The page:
#SegueSaturday #BookReview: Humpty Dumpty was Pushed by #MarcBlatte #HipHopNoir

I started my book review blog in 2009 and I have read so many outstanding books that I wanted to share them again with my followers on #SegueSaturday.  I first posted this review in February 2009.  “Humpty Dumpty was Pushed” was one of my first books posted on my blog and it is a fantastic “hip-hop noir” novel full of suspense, humor and great characters.


Humpty Dumpty was pushed.  Nothing happens by accident and lightening can strike twice in the same spot.

Who murdered the big man with the yellow socks?  This story takes us from a hip-hop recording studio to a New York City nightclub to a socialite’s home in the Hamptons.

Detective Salvatore Messina, aka Black Sallie Blue Eyes, is a smart cop with a criminal profiler mind.  He dreams of keeping the streets safe, but this case has got him working to keep his captain, the record producers and the socialites from breathing down his neck AND, as fate has it, his ex-wife is back in New York City. Continue reading “#SegueSaturday #BookReview: Humpty Dumpty was Pushed by #MarcBlatte #HipHopNoir”

#SegueSaturday #BookReview: He Died with His Eyes Open (Factory Book 1) by Derek Raymond @melvillehouse #crime noir


I started my book review blog in 2009 and I have read so many outstanding books that I wanted to share them again with my followers.  I first posted this review in February 2012.  “He Died with His Eyes Open” is a series and is one of the first noir crime books I read, and though it was published in the 80’s it still resonates with me to this day.


All the evil in the world is powerless against intelligence and courage.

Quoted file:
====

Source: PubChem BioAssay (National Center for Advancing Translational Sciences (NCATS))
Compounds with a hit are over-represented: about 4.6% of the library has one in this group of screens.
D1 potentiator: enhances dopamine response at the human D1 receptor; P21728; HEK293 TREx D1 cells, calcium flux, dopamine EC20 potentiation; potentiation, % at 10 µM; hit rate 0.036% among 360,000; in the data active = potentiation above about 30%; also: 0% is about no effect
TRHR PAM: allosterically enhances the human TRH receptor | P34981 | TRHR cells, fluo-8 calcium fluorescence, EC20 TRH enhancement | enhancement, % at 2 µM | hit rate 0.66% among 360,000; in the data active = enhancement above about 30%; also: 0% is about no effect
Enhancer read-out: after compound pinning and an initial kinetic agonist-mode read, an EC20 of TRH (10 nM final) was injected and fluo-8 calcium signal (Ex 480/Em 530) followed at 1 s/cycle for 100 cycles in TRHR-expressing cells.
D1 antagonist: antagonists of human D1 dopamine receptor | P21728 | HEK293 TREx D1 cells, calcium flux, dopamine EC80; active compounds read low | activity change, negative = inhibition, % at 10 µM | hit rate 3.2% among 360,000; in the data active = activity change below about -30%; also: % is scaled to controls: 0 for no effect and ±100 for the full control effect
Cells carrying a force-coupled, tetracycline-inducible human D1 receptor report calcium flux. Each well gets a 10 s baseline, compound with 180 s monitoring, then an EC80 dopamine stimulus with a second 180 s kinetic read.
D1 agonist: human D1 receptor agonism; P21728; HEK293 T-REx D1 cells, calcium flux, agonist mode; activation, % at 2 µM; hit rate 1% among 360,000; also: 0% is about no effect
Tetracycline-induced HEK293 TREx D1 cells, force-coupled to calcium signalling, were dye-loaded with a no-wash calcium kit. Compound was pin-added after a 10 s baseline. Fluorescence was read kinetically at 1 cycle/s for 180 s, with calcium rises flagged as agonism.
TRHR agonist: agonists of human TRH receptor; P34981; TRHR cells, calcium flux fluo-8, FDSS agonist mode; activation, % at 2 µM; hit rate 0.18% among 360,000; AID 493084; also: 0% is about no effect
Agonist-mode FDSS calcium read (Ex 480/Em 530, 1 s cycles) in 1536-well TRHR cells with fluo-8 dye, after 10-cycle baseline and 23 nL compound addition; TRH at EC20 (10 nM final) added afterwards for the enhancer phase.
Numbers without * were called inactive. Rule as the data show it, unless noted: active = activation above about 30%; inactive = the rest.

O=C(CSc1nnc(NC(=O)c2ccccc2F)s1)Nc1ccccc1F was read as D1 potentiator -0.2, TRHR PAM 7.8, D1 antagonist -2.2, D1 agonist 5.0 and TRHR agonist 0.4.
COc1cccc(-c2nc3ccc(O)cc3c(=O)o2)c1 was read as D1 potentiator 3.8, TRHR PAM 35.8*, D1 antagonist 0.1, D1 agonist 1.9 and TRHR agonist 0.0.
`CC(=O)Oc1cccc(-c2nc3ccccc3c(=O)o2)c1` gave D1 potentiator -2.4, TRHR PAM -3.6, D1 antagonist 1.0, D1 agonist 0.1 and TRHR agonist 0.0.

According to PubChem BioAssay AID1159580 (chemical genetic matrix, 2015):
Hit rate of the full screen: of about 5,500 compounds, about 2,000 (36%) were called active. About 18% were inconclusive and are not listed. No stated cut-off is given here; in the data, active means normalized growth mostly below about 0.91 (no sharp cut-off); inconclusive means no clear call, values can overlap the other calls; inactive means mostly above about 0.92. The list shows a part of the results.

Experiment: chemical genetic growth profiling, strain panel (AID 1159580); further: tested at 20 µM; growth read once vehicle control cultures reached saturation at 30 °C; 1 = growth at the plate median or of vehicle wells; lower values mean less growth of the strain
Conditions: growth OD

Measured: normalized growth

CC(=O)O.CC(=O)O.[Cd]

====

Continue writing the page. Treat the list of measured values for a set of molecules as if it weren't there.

A dead body of a man is found in London and the detective protagonist needs to find who did it.  What he finds is an interesting oral history of the victim’s life captured by the victim on tapes.  The tapes reveal the loneliness and destitution that the victim endures and the people that play a part of his life and death.

This book was originally published in the 1980’s and the writing is fantastic.  I really enjoyed this noir crime story.  It is stark, gritty and real and you keep wanting to read more.  The great mastery of this story is that you never learn the name of the detective who is investigating the story and you don’t even realize it because it is so well written.  I can’t wait to read the next in the series.

Thank you to Melville House Publishing and NetGalley for giving me the opportunity to review this book.


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53b162dd0e815_derek_raymondABOUT THE AUTHOR

Derek Raymond was the pseudonym adopted by Robin Cook, a well-born Englishman who spent a great portion of his life in France. Turning his back on Eton and all his birth class implied, he worked for years at whatever menial jobs or scams came to him, writing all the while, learning the secret life of London the way a cab driver must learn its streets. His life’s work culminated in the Factory novels, now seen as clear landmarks in British fiction.  He died in 1994 at the age of 63.


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Book review: The Postman Always Rings Twice by James M. Cain (9780679723257)

Yes, I read the classics, too.  A tragic love story where a drifter falls in love with a married woman, they plot to kill her husband, their lust gets in the way of common sense, and it ends in tragedy. A very lurid, short story of 1930’s noir that holds the reader to the end.